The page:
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Catholic bishops say Canada’s latest abortion policy is a ‘reprehensible example’ of imperialism

Catholic leaders have criticized Canadian Prime Minister Justin Trudeau for his decision last week to increase funding for abortion in developing countries. "Money spent on promoting abortion and contraception could be spent on vaccinating millions of women and girls against malaria or other diseases," one bishop wrote. (Kay Nietfeld/AFP/Getty Images)

Two Catholic bishops in Canada are calling Prime Minister Justin Trudeau's latest overseas abortion policy a "reprehensible example of Western cultural imperialism."

The statement follows an announcement from Trudeau last week that the Canadian government will spend $650 million (U.S. $483 million) on sex education, improving reproductive health and offering family-planning services, to include abortion, in developing countries, according to The Independent.

"Like men, women should be able to choose; to choose when they want to start a family, how big their family should be and who they want to start that family with," Trudeau said last week during a speech on International Women's Day, the National Post reported.

The policy was immediately criticized by Bishop Douglas Crosby, president of the Canadian bishops conference, and Cardinal Thomas Collins of Toronto.

"Such a policy is a reprehensible example of Western cultural imperialism and an attempt to impose misplaced but so-called Canadian 'values' on other nations and people," Crosby wrote, according to Christian Today. "It exploits women when they are most in need of care and support and tragically subverts true prenatal health care."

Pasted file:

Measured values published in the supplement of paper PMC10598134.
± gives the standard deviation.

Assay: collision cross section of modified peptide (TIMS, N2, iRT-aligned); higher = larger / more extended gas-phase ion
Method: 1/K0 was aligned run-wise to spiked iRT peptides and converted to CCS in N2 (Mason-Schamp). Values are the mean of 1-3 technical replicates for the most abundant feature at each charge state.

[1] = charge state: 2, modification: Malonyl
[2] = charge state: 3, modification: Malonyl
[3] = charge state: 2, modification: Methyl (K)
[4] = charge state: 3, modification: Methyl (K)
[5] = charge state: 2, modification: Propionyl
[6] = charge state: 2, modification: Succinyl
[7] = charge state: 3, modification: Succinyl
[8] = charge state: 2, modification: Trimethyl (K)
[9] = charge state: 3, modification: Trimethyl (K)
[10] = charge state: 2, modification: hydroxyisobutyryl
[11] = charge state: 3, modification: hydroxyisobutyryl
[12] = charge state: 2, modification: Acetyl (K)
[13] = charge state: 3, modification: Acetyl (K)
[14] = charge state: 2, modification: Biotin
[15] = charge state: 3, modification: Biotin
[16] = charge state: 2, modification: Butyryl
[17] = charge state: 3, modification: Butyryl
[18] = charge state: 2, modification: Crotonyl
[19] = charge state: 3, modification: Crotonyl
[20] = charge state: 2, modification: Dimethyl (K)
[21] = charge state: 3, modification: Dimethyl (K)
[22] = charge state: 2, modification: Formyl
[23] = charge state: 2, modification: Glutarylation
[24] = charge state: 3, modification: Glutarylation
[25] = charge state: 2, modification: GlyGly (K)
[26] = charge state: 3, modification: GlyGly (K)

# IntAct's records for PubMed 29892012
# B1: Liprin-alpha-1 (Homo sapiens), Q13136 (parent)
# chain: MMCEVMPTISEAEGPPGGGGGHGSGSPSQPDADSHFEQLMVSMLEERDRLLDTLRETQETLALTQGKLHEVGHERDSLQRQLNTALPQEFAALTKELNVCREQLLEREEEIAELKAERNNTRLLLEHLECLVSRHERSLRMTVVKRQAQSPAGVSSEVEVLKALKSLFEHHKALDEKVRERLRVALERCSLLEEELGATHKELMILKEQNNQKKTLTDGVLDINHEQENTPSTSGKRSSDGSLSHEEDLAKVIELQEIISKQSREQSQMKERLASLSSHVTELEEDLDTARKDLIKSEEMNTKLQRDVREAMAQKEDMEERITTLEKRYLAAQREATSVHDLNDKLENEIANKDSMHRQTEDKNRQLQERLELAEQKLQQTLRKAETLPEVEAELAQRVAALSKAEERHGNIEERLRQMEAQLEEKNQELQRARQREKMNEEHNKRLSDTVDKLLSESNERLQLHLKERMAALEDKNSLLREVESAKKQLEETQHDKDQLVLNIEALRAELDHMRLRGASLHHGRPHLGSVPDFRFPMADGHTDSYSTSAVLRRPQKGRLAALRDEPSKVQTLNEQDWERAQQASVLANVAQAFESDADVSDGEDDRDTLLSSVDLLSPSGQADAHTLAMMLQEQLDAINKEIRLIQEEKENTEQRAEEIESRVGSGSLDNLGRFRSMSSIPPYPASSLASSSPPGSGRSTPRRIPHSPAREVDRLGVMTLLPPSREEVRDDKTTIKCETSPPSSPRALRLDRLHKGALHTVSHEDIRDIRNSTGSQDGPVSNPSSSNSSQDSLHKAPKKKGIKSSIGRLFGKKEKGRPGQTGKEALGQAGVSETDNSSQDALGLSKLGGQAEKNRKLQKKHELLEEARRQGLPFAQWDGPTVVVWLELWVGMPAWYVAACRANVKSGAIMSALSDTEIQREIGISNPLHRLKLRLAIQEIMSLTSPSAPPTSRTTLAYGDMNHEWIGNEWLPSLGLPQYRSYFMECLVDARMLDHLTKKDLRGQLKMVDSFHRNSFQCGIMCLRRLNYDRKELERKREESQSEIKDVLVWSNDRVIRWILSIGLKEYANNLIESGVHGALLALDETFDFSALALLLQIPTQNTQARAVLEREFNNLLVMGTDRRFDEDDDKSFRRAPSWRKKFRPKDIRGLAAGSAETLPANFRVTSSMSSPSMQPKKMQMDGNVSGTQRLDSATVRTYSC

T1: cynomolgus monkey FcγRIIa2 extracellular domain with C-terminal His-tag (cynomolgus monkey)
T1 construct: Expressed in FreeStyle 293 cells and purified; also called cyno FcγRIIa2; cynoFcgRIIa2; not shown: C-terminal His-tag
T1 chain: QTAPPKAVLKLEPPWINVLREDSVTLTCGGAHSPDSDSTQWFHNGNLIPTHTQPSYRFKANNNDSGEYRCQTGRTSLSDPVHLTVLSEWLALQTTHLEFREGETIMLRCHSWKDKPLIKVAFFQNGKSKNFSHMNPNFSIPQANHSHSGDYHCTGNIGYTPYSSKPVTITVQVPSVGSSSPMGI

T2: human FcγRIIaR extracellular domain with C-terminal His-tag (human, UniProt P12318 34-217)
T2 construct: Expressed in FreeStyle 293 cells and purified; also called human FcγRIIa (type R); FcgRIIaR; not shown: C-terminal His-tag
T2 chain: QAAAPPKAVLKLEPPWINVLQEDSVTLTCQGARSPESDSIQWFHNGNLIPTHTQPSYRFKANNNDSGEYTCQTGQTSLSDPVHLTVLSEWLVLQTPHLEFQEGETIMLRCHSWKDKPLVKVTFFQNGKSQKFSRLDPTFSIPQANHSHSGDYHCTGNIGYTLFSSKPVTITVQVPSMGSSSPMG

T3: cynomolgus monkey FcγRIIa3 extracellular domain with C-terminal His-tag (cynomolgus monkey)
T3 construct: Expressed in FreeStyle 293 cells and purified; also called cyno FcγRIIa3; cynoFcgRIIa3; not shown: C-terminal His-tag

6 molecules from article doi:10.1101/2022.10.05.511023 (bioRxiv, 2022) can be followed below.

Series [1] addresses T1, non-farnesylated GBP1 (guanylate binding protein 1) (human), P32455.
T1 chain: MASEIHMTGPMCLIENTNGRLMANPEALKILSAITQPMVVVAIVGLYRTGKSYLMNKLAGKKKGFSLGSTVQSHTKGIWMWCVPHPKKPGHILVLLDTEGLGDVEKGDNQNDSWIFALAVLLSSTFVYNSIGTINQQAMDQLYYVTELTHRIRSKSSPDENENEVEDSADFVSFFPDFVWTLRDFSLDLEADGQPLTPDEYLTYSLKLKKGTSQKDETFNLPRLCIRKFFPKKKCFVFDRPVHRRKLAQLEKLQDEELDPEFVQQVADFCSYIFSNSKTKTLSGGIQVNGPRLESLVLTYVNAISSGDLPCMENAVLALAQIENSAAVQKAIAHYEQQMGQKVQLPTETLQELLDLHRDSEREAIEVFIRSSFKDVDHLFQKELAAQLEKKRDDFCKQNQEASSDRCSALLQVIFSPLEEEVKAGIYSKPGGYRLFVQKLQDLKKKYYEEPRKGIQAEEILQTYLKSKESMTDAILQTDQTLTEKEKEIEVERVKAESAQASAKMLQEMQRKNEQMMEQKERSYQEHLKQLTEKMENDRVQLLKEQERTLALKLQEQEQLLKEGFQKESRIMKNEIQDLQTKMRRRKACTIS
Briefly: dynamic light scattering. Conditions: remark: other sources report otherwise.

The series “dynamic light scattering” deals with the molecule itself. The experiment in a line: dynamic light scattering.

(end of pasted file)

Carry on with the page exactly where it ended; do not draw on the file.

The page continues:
He continued:

It negates our country's laudable efforts to welcome refugees and offer protection to the world's homeless, when the youngest of human lives will instead be exterminated and the most vulnerable of human beings discarded as unwanted human tissue.

And in his own letter, Collins said it was "praiseworthy" to offer international aid but said it is "arrogant for powerful, wealthy nations to dictate what priorities developing countries should embrace."

"Money spent on promoting abortion and contraception could be spent on vaccinating millions of women and girls against malaria or other diseases," he wrote, adding that the funding "could help build a lot of schools or universities, pathways to knowledge for future female leaders of our world."

"Surely, we can do better than imposing a distorted vision of the empowerment of women on the people of countries that deserve our support to respond effectively to the challenge of their most pressing needs," he said.

The Catholic leaders were not the only ones to criticize the spending. Parliament Member Rona Ambrose, the interim leader of the Conservative Party, called the funding "divisive," given not every country that receives the Canadian aid supports abortion.

"We’ve always taken the position that this is not just divisive, but illegal, in a lot of the countries that we give aid to," she said. "Our position was always, 'Let’s stick to things that we know will bring people together and everyone can support,' which was the maternal and child health initiative."

Trudeau's decision to increase its spending from past years came on the heels of President Donald Trump's January decision to reinstate the so-called "global gag rule," which bars foreign aid from going to nongovernmental organizations that provide, promote or pay for abortions.

"With these new funds, Canada is doubling its current investment to help close existing gaps in reproductive rights and health care for women," Trudeau said.

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